For over thirty years, Heiss has been P.S. 1's only director and its very visible figurehead. An idiosyncratic visionary who often runs the space like a personal fiefdom, she is given to an uncompromising, by-the-seat-of-her-pants management style. This allows for bursts of curatorial and organizational brilliance, for early discoveries of emerging artists, collaborations with young curators and critics, and for challenging the paradigms of exhibition. Heiss has a mercurial temperament, an impulsive energy marked by sudden enthusiasms and antipathies. She has been described as "feisty" and "brassy". This can bring dramatic successes but also public failures, the built-in flip side of a highly experimental posture.

Merry Christmas 2008

December 24, 2008. If you see this man crawling down your chimney tonight brandishing a butt plug, do not call the authorities. It just means you are enjoying a postmodern Christmas. As Sigmund Freud might have said: "Sometimes a chocolate Santa with butt plug is just a chocolate Santa with butt plug".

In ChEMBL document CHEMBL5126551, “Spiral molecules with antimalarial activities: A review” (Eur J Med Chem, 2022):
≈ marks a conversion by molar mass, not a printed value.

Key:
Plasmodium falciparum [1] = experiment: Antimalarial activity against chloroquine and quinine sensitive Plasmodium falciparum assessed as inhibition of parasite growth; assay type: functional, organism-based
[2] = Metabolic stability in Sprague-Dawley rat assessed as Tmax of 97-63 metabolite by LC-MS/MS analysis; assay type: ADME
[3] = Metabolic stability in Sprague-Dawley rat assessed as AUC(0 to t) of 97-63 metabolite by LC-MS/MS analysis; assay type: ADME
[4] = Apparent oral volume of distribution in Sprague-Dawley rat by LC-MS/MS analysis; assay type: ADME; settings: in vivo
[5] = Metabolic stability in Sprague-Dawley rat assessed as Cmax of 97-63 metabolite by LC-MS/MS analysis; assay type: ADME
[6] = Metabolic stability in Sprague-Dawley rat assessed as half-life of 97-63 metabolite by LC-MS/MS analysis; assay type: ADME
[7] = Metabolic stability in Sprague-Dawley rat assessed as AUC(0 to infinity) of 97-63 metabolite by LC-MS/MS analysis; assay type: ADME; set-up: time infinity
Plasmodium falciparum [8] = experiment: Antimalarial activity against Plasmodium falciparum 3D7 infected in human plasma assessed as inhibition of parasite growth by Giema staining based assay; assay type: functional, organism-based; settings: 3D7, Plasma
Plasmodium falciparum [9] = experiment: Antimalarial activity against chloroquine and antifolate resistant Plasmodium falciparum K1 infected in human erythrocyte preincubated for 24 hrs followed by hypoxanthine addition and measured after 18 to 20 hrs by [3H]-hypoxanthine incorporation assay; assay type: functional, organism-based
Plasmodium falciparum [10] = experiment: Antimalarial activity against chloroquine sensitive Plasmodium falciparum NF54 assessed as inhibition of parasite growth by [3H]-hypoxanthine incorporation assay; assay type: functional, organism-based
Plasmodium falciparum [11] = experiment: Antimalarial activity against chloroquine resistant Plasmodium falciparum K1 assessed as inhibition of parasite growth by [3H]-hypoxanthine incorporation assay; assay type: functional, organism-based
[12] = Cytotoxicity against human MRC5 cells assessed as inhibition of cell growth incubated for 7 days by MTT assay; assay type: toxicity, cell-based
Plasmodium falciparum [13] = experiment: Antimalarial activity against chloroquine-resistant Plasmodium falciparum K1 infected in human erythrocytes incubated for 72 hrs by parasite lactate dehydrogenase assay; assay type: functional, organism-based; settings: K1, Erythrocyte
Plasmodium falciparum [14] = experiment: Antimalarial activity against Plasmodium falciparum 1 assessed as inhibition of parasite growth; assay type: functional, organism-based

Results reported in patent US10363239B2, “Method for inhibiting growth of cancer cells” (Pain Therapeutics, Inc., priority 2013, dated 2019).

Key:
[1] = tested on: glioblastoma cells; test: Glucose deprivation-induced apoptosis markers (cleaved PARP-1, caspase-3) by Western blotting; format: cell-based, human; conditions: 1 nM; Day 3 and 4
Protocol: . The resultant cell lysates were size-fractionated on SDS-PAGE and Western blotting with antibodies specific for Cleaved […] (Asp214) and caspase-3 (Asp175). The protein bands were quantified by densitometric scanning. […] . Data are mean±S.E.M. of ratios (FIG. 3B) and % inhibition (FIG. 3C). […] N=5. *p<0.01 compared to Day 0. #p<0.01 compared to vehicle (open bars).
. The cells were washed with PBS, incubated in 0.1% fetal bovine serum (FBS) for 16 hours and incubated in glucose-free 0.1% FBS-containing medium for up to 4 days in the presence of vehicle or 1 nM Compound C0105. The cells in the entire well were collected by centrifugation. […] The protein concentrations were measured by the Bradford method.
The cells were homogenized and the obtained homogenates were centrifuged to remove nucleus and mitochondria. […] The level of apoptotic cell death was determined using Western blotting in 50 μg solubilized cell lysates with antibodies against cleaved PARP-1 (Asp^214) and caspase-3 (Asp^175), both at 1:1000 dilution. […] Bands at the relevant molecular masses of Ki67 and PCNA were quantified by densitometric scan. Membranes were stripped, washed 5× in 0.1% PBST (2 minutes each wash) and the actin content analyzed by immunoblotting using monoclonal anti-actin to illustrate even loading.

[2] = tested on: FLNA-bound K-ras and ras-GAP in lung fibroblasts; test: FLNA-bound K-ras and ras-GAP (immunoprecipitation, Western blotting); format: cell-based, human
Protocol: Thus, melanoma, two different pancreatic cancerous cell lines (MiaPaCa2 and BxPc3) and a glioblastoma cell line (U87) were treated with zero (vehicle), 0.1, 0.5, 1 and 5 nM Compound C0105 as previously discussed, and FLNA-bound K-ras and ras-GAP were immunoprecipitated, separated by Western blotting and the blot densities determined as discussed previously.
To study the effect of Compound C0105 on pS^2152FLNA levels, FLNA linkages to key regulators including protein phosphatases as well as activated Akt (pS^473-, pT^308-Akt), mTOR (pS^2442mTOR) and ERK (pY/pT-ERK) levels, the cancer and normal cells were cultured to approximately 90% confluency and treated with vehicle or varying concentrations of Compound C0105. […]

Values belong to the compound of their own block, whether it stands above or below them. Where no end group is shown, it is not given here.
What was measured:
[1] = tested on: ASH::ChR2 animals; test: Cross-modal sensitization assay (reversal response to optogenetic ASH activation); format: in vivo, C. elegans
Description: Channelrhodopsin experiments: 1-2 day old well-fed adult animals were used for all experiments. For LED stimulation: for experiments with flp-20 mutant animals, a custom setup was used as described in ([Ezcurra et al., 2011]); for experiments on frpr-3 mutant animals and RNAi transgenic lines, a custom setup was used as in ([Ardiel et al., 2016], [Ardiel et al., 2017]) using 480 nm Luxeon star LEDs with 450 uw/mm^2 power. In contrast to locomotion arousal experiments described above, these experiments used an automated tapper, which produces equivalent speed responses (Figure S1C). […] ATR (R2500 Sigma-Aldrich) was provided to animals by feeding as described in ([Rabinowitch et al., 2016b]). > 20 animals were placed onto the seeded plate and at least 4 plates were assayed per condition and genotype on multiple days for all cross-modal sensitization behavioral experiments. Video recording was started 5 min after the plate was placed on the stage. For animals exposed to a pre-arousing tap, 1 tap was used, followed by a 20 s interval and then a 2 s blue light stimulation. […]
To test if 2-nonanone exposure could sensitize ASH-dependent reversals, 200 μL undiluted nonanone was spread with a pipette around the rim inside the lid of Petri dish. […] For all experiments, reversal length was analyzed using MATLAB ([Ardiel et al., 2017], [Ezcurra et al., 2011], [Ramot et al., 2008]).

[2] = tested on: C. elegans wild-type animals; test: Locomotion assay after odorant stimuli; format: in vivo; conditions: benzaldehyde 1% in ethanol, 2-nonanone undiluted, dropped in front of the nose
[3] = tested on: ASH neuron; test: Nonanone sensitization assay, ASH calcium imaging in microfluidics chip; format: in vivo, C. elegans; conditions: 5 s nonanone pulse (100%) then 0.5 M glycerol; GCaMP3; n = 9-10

Sharpville, a website in memory of Willoughby Sharp

Sharpville is a website started earlier this year as "a meeting place for friends and lovers of Willoughby Sharp". It is open to participation by all: to view or add photos and videos, to participate in the discussion forum or chat room, to share tall tales and innumerable stories, to announce events. The photo above (from 1985) and the video below (from the 2007 restrospective exhibition at Mitchell Algus Gallery) are both taken from the site.

Willoughby passed away early in the morning on Wednesday, December 17, 2008, at St. Rose's Home on the Lower East Side, after a long battle with throat cancer. He is survived by his longtime partner Pamela Seymour Smith and by our fond collective memories.

WILLOUGHBY SHARP -- 1936 - 2008 -- R.I.P.